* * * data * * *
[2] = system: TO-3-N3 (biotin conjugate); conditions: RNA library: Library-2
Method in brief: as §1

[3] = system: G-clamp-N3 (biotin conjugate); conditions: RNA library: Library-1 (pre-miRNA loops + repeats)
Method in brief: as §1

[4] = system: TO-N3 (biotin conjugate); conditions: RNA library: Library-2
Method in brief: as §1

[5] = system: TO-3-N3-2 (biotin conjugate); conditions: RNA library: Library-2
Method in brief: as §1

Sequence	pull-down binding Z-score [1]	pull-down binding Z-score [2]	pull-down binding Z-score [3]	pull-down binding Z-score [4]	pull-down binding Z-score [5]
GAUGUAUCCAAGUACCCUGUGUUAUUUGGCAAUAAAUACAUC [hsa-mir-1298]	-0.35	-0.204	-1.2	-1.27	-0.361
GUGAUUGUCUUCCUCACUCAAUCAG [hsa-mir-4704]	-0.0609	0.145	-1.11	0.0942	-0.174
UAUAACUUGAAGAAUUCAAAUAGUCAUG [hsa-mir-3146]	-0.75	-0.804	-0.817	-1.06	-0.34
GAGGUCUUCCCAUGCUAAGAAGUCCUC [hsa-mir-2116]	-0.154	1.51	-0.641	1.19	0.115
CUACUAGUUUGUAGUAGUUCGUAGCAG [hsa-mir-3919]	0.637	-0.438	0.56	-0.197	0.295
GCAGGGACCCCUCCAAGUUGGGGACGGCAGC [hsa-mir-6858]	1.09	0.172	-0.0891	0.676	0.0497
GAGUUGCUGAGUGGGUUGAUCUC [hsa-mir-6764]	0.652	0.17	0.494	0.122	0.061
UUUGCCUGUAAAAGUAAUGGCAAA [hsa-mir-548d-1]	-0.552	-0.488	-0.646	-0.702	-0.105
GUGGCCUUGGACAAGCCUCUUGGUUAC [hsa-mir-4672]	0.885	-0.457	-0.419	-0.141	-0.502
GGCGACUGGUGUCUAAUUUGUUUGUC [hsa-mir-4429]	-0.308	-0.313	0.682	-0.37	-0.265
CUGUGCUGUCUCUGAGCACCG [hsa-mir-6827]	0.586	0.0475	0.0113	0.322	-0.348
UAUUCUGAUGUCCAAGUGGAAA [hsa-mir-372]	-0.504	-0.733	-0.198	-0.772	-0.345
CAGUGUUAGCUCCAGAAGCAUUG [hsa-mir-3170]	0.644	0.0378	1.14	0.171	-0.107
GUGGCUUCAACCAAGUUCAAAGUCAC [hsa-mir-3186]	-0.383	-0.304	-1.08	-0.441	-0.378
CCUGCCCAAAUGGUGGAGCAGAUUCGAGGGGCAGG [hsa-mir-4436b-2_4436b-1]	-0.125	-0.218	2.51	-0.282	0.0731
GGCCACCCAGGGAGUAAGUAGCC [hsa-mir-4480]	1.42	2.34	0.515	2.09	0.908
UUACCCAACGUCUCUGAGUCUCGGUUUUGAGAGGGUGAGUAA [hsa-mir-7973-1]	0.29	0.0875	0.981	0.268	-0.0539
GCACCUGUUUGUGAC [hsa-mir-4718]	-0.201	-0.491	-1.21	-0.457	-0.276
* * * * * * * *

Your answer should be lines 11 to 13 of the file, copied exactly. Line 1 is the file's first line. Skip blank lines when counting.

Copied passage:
GUGAUUGUCUUCCUCACUCAAUCAG [hsa-mir-4704]	-0.0609	0.145	-1.11	0.0942	-0.174
UAUAACUUGAAGAAUUCAAAUAGUCAUG [hsa-mir-3146]	-0.75	-0.804	-0.817	-1.06	-0.34
GAGGUCUUCCCAUGCUAAGAAGUCCUC [hsa-mir-2116]	-0.154	1.51	-0.641	1.19	0.115